Love is in the air! It’s Valentine’s Day and everyone (well most people) is talking about it, trying to show their love and affection through gifts, romantic acts, fancy dinners, flowers, cards, etc. My wife and I have romantic plans as well. It’s Valentine’s Day and everyone is thinking about love.
As I was contemplating love, I remember a discussion that I’ve been having with a friend of mine who is also a fellow teacher of my bible study class. He has been working on a study of John 13:34-35. These verses say:
A new command I give you: Love one another. As I have loved you, so you must love one another. By this all men will know that you are my disciples, if you love one another.
Recently Nathan (my fellow teacher) and I were discussing the issue of this commandment’s “newness.” What exactly makes it a “new” commandment. That’s what I want to write about here today.
You see, this is not the first time that Jesus has talked about commandments that involve loving. In fact, He quotes the Greatest Commandment and the second in all three synoptic Gospels (Matthew 22, Mark 12, Luke 10). The Greatest Commandment, Jesus says in Matthew’s Gospel is “”Love the Lord your God with all your heart and with all your soul and with all your mind.’ This is the first and greatest commandment. And the second is like it: ‘Love your neighbor as yourself.'”
These commandments are not new; in fact, they are old ones. So what is different about the new commandment Jesus gives? We were already told to love God. That commandment is not affected. The old commandment to love others as ourselves is affected by the new command.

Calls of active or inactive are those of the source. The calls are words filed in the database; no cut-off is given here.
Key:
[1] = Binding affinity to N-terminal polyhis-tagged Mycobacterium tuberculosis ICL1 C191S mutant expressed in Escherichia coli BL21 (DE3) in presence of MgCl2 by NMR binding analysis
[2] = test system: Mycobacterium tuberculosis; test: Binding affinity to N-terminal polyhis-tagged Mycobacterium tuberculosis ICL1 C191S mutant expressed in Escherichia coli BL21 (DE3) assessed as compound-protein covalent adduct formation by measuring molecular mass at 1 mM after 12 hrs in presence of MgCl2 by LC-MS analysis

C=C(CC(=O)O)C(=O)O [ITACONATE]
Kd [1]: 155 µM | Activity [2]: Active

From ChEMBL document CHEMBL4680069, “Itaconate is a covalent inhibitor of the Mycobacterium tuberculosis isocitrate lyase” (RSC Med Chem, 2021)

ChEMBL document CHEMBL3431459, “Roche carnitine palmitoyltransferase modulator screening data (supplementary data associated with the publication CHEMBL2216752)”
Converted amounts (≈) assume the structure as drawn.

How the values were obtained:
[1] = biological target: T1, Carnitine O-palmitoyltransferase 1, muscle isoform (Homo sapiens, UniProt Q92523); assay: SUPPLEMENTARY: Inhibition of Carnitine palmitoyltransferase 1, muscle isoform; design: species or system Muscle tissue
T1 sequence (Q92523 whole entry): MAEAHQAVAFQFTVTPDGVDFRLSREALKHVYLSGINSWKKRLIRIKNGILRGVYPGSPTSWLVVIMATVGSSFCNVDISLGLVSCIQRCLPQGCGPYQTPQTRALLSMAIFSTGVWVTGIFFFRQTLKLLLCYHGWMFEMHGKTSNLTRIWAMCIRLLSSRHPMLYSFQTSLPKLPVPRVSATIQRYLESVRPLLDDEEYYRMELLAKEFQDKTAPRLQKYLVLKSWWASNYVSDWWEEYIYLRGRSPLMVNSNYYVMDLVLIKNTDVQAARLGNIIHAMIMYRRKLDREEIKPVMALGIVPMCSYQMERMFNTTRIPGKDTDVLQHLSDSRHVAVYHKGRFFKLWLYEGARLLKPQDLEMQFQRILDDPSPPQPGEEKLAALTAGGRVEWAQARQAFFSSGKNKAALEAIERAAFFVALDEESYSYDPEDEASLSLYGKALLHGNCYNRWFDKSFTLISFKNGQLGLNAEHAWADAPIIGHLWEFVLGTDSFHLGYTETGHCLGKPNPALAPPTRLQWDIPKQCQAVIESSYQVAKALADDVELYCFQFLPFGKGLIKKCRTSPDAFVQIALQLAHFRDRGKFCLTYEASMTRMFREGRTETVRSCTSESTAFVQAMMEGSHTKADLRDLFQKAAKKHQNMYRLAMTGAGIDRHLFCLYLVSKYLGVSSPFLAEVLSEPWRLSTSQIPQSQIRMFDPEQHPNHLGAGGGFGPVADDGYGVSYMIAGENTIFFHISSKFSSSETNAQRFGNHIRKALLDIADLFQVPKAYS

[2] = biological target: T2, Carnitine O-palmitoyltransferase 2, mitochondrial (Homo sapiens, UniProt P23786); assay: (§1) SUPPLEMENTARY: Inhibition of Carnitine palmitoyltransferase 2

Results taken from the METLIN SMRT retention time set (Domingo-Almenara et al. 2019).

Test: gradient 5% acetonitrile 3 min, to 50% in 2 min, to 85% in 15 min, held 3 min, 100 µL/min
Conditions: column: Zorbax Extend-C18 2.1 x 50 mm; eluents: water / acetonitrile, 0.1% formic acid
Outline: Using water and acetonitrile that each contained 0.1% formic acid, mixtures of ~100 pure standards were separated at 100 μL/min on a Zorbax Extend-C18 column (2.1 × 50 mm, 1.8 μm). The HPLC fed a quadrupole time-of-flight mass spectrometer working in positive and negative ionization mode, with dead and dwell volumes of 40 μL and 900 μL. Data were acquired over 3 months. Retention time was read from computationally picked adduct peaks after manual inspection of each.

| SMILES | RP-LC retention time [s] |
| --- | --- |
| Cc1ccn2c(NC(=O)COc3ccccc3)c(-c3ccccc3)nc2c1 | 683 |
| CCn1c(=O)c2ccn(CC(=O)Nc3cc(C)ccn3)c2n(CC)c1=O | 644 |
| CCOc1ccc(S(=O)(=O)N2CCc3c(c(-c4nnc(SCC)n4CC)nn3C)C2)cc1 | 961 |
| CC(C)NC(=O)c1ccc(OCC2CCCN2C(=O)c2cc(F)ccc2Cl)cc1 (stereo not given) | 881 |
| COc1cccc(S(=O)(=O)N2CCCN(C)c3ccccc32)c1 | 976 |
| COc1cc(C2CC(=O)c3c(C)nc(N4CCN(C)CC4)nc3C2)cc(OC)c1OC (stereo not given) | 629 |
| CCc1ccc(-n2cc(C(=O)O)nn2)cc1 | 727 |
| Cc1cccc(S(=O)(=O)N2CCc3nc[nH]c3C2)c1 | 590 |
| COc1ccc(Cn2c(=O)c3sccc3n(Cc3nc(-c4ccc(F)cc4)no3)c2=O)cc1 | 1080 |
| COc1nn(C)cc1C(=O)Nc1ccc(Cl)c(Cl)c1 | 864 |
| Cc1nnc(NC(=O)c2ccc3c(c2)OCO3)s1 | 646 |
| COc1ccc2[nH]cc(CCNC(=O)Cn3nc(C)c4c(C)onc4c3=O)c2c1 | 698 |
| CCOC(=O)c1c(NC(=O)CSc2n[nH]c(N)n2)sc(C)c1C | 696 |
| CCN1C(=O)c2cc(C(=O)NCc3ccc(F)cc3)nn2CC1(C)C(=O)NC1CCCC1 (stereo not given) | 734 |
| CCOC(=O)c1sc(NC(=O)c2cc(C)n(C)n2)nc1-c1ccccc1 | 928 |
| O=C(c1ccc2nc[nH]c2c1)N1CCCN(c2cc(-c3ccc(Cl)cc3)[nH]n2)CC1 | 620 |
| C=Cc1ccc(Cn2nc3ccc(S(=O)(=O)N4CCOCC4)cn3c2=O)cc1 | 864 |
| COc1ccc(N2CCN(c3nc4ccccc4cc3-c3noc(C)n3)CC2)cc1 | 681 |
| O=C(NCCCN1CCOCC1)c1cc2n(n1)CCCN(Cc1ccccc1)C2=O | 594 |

The way we were to love before –the way of the Golden Rule — is good. This command compels us to act as the Good Samaritan acted (Luke 10), caring for others just as we would care for ourselves. Those who follow this command are truly good people. However, Jesus raises the bar. He commands His disciples not only to love others as they love themselves, but even to love others as He loves them.
Here’s the difference: I can love others as myself without too much difficulty most times. Loving others this way involves giving, being considerate, generous, kind, etc. However, under this command, if my own interests come into conflict with those of my neighbor I can still put me first. For instance, if I have a choice between providing for myself or someone else, I can come first because the standard for my love for others is based upon my own love for myself (which is assumed). The new commandment goes beyond that. Christ’s love is a love that sacrifices. He loves us enough that He gave up His own life! He now calls upon His followers to love others in the same way. This kind of love is described in John 15:13:
Greater love has no one than this, that he lay down his life for his friends.
In the next few verses He goes on to say that we (His followers) are His friends. So to love like Jesus now involves sacrifice. No longer do we get to put ourselves first. Now when our interests come into conflict with those of others, they come first because the basis is Christ’s example. This means that even (or especially) when it hurts us to love others, that is what we are called to do. That’s a big calling. Don’t you think so?